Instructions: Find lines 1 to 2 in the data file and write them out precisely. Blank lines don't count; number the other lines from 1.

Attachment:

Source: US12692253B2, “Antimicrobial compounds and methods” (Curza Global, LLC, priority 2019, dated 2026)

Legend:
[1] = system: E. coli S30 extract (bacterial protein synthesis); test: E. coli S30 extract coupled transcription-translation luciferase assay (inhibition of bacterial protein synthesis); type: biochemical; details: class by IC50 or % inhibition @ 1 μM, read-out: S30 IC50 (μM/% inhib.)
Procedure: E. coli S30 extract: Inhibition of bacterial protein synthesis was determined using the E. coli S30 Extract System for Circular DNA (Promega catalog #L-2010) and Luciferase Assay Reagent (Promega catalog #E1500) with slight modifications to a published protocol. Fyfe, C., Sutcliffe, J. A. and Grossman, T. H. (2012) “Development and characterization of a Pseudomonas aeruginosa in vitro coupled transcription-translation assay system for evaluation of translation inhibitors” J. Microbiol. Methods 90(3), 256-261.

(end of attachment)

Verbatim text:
Source: US12692253B2, “Antimicrobial compounds and methods” (Curza Global, LLC, priority 2019, dated 2026)

Legend: